LBJ School Professor Frank Gavin Probes the 1960s to Illuminate Current U.S. Foreign Policy Dilemmas
A historian by training, Professor Frank Gavin firmly believes that lessons from the Cold War era can lead to better U.S. foreign policy today. By using recently declassified documents to shed new light on U.S. foreign policy during the Cold War era, Gavin is able to reconstruct the past, analyze the how the policymaking process works, and understand why certain policies succeed and others fail. He is writing two books that demonstrate this theory, and thanks to a prestigious fellowship from the Smith Richardson Foundation, he has devoted himself entirely to these projects during the 2002-03 academic year.
Gavin's first book deals with post World War II international monetary relations and is set for release this fall. His second project is reassessing nuclear strategy and arms control during the Cold War through a series of thematic essays that connect the past with the present.
Gavin's work has led him to numerous universities and libraries around the U.S. and Europe. In May 2002, he visited the Sorbonne in France where he lectured on the topic of Franco-American economic and security relations during the 1960s. But it is Gavin's fervor for recently declassified documents from the 1960s that has kept him close to home at the Lyndon B. Johnson Presidential Library, where he conducts the majority of his research.
His first book, Gold, Dollars and Power: Money, Security, and the Politics of the U.S. Balance of Payments Deficit, 1958-1971, will be published this fall by the University of North Carolina Press as part of its New Cold War History Series. By exploiting recently declassified documents from both the United States and Europe, and employing economic analysis and international relations theory, Gavin offers a compelling reassessment of the Bretton Woods system of fixed exchange rates and dollar-gold convertibility. For the first time, Gavin demonstrates how the politics of post-World War II international monetary relations had a dramatic effect on U.S. political and military strategy during a dangerous period of the Cold War. The University of Texas Cooperative Society awarded Gavin a grant in support of the book's publication.
Weapons of mass destruction is the topic of Gavin's other book, Strategy and Arms Control Reconsidered: Missile Defense, Nonproliferation, and Nuclear Strategy During the 1960s. Gavin said he believes "nuclear proliferation remains the most important issue on the planet," and that he sees many parallels between the dilemmas surrounding arms control and nuclear strategy faced by the Johnson administration and those faced by the current Bush administration.
"Understanding the core power political concerns behind arms control during the 1960s puts the current debate over proliferation in a completely different light," he said. "While there have been dozens of books, articles, and editorials written about arms control and nuclear strategy over the past forty years, there has been no systematic effort to mine the most important U.S. and international archival sources."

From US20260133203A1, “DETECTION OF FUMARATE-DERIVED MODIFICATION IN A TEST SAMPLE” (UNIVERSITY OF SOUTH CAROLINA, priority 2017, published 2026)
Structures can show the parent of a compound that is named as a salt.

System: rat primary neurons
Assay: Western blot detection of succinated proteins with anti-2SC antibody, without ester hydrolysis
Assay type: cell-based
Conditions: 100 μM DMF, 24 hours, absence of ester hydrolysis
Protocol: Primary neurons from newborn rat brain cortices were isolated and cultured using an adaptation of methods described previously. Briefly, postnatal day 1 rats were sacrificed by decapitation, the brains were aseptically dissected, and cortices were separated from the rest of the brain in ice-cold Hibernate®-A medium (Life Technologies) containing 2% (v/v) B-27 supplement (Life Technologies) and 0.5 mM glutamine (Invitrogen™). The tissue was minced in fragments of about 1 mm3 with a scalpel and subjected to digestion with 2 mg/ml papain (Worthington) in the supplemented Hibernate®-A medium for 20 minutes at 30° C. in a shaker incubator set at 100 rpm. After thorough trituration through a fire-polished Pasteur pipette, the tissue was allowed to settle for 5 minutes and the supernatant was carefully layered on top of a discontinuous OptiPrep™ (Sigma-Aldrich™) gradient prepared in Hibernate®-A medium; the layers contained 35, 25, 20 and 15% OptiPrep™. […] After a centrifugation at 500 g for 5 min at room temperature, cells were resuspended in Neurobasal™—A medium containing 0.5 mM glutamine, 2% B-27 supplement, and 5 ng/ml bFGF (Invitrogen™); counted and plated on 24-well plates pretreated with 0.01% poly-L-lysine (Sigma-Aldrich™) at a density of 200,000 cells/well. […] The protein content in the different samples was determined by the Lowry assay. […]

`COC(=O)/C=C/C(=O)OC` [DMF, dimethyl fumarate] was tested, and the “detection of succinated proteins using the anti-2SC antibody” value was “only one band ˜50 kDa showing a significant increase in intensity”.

Gavin said he believes that by taking this approach he will identify the true motives behind the change in nuclear strategy in the 1960s and provide new insight on the origin of the current arms control regime.
In addition to receiving support from the Smith Richardson Foundation, Gavin was awarded a Summer Research Assignment Grant from the UT Austin Provost's Office for this project. Over the past year he has lectured at universities including Yale, MIT, the University of Chicago, and Stanford as well as Italy's Machiavelli Center for Cold War Studies. He has also established visiting scholar affiliations with Yale and the Johns Hopkins University's School of Advanced International Studies.
Professor Gavin joined the LBJ School faculty in the fall of 2000. He previously was a John M. Olin Postdoctoral Fellow in National Security Affairs at Harvard University's Center for International Affairs and an International Security Fellow at Harvard's Belfer Center for Science and International Affairs. He has also been a Research Fellow at the Miller Center of Public Affairs at the University of Virginia, where he directed the Presidency and Economic Policy Project, and a Visiting Lecturer in International Relations at the University of Pennsylvania.
Gavin received M.A. and Ph.D. degrees in diplomatic history from the University of Pennsylvania, a Master of Studies in Modern European history from the University of Oxford, and a B.A. in political science (with honors) from the University of Chicago. He has published scholarly articles in the Journal of Cold War Studies, Diplomatic History, International History Review, the Journal of European Integration History, and Orbis, and he has written book reviews and editorials for the Sunday Washington Post, the Sunday Philadelphia Inquirer, the Austin American-Statesman, Orbis, and the Annals of the Academy of Political and Social Science.
March 3, 2003
©2003 Lyndon B. Johnson School of Public Affairs
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